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Discussion Starter · #1 ·
I would appreciate comments and or instructions on removing the stock on my Magnus Sporting Limited? I have used the Guerini provide key to loosen the bolt, but the stock remains firmly attached.

Are there additional steps, screws etc? Or do I just need to give it a bump with the appropriate mallet?

I am removing it to do some refinishing of the stock.

Thanks in advanced for you time and response.

Steve

Magnus Sporting Limited.
Magnus Trap Combo Top Single.
 

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If it was mine, I would keep the stock bolt engaged by several threads, leave the wrench in place and lightly whack the top of the wrench with a mallet. It should move more easily after the stock starts to move.
 

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The stock are hard to come off. You my need someone to help you hold the gun. The first time you take off the stock. You have to move the stock up and down very slow and pull straight back. It will come off. The next time it will get a little easier because the finish on the stock is not sticking to the metal.
 

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Wish I'd had Curly's advice the first time I took mine apart. I've had it apart twice due to having to shoot in the rain. Second time was easier than the first. In addition, getting everything re-aligned and putting it back together is not a walk in the park either.

For those who do have to shoot in the rain, I strongly recommend disassembly as I've found moisture under the wood, in the action, both times.

KK
 

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Discussion Starter · #6 ·
Appreciate all the input, I will update my findings when I make the move.

Anyone know what type of screw heads Guerini uses for the recoil pads. I will now doubt need to remove this while refinishing my stock.
 

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Discussion Starter · #8 ·
My Findings:

Curly's advice was spot on. Three or four good hits with my wooden mallet dislodged the stock enough that it was an easy process to then pull apart.

Medium Philips head screws on the recoil pad.

Appreciate all of the valuable advice.
 

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The screws that I have seen lately on the recoil pads have been Posidrive heads. Although they look like a #2 Phillips they are not. Look at the screw head to see if there are tiny cuts between the flutes of the screw head, if there are then it"s the Posidrive.
 

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Okay then, for the mechanically challenged among us, what does one need to handle Posidrive screws? Some kind of Posidrive bit I assume but could you be a bit more specific? I can keep your computer running day and night for you but I have no idea what a Posidrive screw is.

Thanks,

KK
 

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Clayshutr said:
Thanks Curly, for the education. I'll be getting one of those.

KK
Snap-On guys keep them on the truck, but that may not be convenient and will be $$$ :mrgreen:
 

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After reading this thread tonight, I finally got the stock off of my Summit Trap. They provide about 6 various allen head wrenches, so of course the invisible screws holding the buttplate on are Phillips or Posidrive. (A medium phillips worked fine). Then, the long t-handled allen wrench to take the buttplate off didn't fit in anything at all. After pulling the buttplate, I found that the recess for the allen was full of rubber and plastic from the buttplate. After digging that out, the allen wrench finally fit. The screw holding the buttstock to the receiver is captive, so it just turns, but doesn't move relative to the stock. That means that it actually pushes away the receiver as you turn the screw. What an ordeal, and all because when I left my gun in the rack next to the clubhouse door while shooting some skeet, the caretaker started the sprinklers in front next to the clubhouse! I had visions of what my Browning Citori looked after three days of shooting in the rain during the first Colorado PITA State Shoot. A block of rust. Fortunately, the Caesar wasn't bad at all.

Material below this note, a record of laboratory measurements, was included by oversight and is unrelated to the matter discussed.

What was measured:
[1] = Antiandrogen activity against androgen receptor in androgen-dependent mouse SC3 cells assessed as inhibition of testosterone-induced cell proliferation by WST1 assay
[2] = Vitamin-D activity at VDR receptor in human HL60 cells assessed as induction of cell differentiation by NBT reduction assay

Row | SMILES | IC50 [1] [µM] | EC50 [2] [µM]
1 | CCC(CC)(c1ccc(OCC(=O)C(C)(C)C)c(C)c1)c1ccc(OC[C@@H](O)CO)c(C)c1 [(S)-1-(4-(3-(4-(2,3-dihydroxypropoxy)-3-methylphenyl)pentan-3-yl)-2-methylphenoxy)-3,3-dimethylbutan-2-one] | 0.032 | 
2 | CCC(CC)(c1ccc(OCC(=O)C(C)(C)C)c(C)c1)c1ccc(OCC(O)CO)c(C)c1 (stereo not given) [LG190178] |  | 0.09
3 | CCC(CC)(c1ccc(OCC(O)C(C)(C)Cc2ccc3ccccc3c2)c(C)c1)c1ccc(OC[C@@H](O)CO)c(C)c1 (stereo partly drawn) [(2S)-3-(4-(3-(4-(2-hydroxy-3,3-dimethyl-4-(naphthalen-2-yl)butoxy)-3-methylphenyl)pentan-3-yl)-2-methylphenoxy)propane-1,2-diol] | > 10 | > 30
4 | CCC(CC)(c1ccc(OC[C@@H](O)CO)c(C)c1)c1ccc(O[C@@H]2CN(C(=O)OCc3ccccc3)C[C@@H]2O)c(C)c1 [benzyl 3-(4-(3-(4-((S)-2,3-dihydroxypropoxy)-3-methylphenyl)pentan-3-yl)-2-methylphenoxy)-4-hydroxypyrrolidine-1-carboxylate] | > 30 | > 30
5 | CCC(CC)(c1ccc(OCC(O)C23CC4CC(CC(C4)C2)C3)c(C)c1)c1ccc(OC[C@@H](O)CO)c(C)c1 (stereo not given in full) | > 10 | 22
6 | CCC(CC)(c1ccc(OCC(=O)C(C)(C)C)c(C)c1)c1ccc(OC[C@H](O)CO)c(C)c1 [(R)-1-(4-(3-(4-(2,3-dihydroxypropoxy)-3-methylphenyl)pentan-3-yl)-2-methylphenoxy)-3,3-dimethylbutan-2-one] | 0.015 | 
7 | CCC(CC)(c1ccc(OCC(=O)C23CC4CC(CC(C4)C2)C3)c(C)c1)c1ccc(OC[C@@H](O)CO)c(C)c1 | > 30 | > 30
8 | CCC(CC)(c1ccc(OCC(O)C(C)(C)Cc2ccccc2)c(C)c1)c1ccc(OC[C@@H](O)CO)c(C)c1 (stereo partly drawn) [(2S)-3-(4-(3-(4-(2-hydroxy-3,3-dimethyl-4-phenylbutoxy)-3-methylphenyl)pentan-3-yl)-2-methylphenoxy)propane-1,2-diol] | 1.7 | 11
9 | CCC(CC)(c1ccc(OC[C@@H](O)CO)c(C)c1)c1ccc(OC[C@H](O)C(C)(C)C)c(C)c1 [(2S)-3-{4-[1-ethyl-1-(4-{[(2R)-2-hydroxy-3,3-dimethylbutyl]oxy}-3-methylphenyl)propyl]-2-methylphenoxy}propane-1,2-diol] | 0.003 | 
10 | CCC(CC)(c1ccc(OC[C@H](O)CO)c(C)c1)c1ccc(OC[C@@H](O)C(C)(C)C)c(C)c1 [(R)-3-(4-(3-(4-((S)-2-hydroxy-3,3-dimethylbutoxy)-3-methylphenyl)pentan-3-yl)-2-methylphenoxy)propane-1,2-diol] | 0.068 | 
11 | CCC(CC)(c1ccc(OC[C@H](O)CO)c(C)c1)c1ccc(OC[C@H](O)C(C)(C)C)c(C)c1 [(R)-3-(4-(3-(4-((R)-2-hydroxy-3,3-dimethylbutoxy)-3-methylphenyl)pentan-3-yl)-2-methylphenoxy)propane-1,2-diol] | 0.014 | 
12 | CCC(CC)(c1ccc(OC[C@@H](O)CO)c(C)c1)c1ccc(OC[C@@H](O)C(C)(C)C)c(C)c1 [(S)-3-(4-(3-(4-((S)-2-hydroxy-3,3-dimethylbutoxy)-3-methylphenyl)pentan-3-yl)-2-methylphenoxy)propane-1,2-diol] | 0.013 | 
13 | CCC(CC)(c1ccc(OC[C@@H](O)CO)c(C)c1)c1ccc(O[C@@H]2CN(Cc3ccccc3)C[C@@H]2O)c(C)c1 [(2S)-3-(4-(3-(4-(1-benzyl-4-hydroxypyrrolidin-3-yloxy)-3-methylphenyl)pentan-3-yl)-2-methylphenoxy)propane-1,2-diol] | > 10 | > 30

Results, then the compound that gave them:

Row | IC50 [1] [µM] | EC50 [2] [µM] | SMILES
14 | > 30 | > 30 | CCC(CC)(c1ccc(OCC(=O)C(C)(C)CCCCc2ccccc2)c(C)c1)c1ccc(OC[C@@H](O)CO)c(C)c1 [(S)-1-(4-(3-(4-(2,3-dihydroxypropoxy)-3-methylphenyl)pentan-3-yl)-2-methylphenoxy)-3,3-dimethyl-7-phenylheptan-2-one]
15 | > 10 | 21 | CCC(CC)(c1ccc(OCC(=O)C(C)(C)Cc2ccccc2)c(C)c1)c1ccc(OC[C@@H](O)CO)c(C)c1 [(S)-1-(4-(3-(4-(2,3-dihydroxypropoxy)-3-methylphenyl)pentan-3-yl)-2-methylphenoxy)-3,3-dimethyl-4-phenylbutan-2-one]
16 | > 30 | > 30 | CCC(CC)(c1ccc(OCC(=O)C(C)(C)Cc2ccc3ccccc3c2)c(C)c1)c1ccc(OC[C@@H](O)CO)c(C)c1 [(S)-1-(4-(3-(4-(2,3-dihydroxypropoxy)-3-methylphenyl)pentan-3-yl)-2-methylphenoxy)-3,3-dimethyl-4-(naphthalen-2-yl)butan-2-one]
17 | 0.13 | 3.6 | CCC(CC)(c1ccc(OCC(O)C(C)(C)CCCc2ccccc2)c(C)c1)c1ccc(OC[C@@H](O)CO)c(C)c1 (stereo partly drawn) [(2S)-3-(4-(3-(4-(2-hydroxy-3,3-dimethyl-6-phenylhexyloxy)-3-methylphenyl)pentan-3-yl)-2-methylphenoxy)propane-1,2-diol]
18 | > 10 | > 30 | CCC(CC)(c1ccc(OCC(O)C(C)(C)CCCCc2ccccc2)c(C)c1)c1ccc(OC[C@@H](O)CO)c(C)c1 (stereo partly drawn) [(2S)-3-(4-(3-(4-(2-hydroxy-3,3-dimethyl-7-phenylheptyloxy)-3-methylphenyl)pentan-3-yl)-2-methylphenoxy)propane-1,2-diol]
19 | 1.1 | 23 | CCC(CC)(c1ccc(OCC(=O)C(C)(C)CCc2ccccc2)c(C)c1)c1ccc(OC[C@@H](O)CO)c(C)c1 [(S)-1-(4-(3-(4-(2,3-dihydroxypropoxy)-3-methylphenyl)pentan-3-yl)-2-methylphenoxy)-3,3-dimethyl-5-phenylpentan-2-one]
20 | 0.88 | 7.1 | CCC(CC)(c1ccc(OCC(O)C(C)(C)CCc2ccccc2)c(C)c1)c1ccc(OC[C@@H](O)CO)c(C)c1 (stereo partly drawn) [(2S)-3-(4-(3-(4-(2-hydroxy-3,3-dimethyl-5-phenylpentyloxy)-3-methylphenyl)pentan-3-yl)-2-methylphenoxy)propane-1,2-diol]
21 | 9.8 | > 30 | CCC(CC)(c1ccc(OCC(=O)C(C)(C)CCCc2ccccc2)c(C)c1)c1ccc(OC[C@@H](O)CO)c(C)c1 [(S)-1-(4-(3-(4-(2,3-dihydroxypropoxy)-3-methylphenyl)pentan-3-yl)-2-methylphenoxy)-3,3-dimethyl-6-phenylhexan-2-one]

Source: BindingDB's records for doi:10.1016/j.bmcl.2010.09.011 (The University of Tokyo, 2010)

Jeff
 

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After reading this thread tonight, I finally got the stock off of my Summit Trap. They provide about 6 various allen head wrenches, so of course the invisible screws holding the buttplate on are Phillips or Posidrive. (A medium phillips worked fine). Then, the long t-handled allen wrench to take the buttplate off didn't fit in anything at all. After pulling the buttplate, I found that the recess for the allen was full of rubber and plastic from the buttplate. After digging that out, the allen wrench finally fit. The screw holding the buttstock to the receiver is captive, so it just turns, but doesn't move relative to the stock. That means that it actually pushes away the receiver as you turn the screw. What an ordeal, and all because when I left my gun in the rack next to the clubhouse door while shooting some skeet, the caretaker started the sprinklers in front next to the clubhouse! I had visions of what my Browning Citori looked after three days of shooting in the rain during the first Colorado PITA State Shoot. A block of rust. Fortunately, the Caesar wasn't bad at all.

Jeff
Return the top lever to the center position and it won't hang upon the wood.

Rick
 
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